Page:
Beginning in summer 2007, the Solar Electric Light Fund (SELF, a US-based NGO) in collaboration with local organizations began a project to electrify the entire Kalale district of northern Benin with photovoltaic (PV) solar systems. Thanks to the randomized, single-treatment project design, the Kalale project provides an ideal laboratory and rare opportunity for comprehensive, rigorous testing of the economic, environmental, and sociopolitical impacts of sorl electrification. We propose to undertake a multidisciplinary study of SELF's Kalale project. Combining technical measurement equipment with cross-sectional and longitudinal household surveys, we will quantify the project's impact on the local environment, household and community income, resident nutrition and health, and community organization surrounding the provision and maintenance of public goods. Ultimately, we aim to quantify the overall sustainability of the project on these axes and to understand the potential for regional and global replication.
By Alexei Koseff
The rural Kalal district of northern Benin is largely dependent on agriculture. But during the long dry season, there is not enough surface water to irrigate crops. And because Kalal is off the electric grid, impoverished farmers have no way to pump irrigation water from underground. As a result, local food prices rise and malnutrition intensifies.
In 2007, the nonprofit Solar Electric Light Fund(SELF) launched an innovative project to electrify the Kalal district by harnessing energy from the sun. Working in two villages, SELF installed solar-powered drip-irrigation systems designed to give farmers the ability to grow vegetables and generate income year-round.
But would solar power be effective in a remote rural area? And would it allow farming to flourish while remaining eco-friendly? Researchers from Stanford University's Program on Food Security and the Environmentdecided to find out. With the help of an Environmental Venture Projects (EVP) grant from the Woods Institute for the Environment, the research team began monitoring the economic, agricultural and environmental impacts of SELF's solar-powered irrigation project in Benin.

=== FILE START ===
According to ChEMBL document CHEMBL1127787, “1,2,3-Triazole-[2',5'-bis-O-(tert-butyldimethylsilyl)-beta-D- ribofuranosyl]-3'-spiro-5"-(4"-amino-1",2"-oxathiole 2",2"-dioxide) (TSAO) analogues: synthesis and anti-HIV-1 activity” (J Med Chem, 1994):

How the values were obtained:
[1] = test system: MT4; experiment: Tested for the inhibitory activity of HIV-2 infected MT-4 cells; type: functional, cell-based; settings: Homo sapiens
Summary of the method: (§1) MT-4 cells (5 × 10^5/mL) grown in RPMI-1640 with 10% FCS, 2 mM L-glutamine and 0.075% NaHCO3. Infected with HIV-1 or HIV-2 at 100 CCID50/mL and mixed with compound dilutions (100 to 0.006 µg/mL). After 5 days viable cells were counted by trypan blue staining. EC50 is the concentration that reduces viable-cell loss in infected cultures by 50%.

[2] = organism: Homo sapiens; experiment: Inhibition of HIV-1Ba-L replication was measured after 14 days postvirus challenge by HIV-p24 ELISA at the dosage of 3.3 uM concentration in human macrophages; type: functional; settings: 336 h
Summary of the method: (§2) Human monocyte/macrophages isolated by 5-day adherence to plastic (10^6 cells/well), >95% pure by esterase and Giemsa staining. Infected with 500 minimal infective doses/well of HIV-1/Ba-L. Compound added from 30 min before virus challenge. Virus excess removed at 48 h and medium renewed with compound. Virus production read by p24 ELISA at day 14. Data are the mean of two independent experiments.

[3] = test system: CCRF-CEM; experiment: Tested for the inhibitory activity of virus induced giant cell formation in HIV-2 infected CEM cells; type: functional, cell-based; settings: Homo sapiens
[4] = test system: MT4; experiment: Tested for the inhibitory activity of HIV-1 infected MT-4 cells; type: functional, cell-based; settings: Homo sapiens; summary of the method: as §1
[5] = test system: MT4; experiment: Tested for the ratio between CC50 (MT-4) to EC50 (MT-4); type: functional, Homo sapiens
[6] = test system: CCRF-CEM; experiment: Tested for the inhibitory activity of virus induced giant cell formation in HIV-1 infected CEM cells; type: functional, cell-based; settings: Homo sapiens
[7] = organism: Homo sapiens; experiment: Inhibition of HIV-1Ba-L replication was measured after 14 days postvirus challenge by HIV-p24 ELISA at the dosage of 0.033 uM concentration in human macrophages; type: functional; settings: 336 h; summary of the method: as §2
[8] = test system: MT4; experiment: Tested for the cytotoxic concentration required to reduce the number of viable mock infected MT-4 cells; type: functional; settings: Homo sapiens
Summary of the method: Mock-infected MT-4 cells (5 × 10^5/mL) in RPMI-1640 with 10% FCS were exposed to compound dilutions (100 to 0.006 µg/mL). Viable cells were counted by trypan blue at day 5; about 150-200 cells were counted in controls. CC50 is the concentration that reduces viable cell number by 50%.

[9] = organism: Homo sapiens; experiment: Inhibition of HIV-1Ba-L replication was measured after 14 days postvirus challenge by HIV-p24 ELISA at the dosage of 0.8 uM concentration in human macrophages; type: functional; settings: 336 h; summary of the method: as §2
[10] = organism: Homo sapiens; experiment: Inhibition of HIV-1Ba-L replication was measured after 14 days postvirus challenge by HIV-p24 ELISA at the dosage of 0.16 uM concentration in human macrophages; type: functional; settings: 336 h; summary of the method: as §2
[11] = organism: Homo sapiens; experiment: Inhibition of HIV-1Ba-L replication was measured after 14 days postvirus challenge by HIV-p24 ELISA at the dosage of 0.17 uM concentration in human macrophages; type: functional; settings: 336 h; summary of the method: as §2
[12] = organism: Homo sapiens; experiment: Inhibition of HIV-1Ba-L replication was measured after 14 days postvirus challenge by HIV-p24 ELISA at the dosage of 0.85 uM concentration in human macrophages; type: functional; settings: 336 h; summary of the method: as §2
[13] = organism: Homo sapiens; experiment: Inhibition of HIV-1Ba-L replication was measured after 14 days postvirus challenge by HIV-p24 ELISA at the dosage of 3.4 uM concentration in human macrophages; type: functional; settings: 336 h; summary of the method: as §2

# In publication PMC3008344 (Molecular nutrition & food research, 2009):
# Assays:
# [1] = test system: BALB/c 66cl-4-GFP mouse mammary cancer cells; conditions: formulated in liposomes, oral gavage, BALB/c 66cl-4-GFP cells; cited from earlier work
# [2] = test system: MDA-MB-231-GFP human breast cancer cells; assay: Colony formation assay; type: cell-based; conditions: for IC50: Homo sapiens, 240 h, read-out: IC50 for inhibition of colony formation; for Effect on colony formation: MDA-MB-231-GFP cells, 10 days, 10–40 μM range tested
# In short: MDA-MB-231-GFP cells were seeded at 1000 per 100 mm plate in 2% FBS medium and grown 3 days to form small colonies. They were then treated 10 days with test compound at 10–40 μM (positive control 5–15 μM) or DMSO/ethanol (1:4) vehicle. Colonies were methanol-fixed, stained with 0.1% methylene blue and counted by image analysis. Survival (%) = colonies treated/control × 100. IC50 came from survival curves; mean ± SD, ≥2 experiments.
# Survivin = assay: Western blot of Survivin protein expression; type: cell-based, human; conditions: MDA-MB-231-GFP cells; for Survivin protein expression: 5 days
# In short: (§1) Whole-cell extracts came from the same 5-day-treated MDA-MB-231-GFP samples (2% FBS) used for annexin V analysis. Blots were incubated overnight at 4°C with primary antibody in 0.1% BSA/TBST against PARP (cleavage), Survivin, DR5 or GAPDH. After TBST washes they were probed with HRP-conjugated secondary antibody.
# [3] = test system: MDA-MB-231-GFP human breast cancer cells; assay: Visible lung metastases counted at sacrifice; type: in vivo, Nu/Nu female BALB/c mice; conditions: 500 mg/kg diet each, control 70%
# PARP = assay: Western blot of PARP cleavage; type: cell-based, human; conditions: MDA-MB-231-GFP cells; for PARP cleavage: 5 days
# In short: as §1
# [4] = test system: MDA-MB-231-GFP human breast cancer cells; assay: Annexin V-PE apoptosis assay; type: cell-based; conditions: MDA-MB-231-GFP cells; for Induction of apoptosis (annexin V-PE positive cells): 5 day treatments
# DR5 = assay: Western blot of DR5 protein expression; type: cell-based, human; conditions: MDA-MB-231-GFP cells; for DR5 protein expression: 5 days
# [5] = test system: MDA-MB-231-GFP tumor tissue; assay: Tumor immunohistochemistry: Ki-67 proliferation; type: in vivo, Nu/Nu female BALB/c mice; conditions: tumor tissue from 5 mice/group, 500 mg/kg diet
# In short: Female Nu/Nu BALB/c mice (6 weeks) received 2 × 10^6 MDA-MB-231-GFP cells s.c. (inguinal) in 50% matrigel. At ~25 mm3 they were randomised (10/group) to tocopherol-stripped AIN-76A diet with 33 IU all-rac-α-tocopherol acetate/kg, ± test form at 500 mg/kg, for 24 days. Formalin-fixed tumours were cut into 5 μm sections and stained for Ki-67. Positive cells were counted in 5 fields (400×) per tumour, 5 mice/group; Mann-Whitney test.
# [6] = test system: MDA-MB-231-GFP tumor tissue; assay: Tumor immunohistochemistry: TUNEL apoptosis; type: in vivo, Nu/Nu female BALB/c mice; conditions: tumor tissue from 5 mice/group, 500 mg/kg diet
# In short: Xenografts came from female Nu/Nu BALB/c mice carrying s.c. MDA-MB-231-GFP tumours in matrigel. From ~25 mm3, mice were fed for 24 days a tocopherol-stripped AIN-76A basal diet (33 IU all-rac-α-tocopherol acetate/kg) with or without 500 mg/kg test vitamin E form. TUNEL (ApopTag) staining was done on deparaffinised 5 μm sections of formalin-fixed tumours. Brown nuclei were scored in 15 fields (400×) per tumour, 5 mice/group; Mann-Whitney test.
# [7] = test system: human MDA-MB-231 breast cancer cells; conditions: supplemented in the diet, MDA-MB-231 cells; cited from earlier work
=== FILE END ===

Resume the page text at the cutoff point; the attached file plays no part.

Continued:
The Stanford team is evaluating the extent to which solar power can be used in a cost-competitive and sustainable manner compared to other energy alternatives, such as diesel generators. The goal of the project is to help shape the debate on how best to promote sustainable rural development in poor regions, said EVP researcher Jennifer Burney, a postdoctoral scholar with Stanford's Program on Food Security and the Environment. "The EVP was really helpful for us in terms of bringing together a team that could really address this problem," Burney said.
Installation of the pumps, underground pipes and photovoltaic panels was led by specially trained residents in both villages. Once installed, Burney and her colleagues monitored the impact of the new groundwater irrigation systems. The results were striking. For the first time, farmers in both villages had enough water to grow produce during the dry season. Their findings have been published in the Proceedings of the National Academy of Sciences. As a result of the pilot projects, SELF may extend solar electrification to the other 42 villages in the Kalal district and eventually throughout rural Benin.
"Thorough evaluation tends to be too expensive, both in time and in resources, for development organizations to undertake alone," Burney said. "The EVP grant has been critical for us, because it makes up the marginal cost of doing this kind of evaluation properly. While we seek to shed light on the potential for solar-based development, we also hope that this project will provide a model for increasing interaction and collaboration between academia and development."
Alexei Koseff is a science-writing intern at the Woods Institute for the Environment at Stanford University.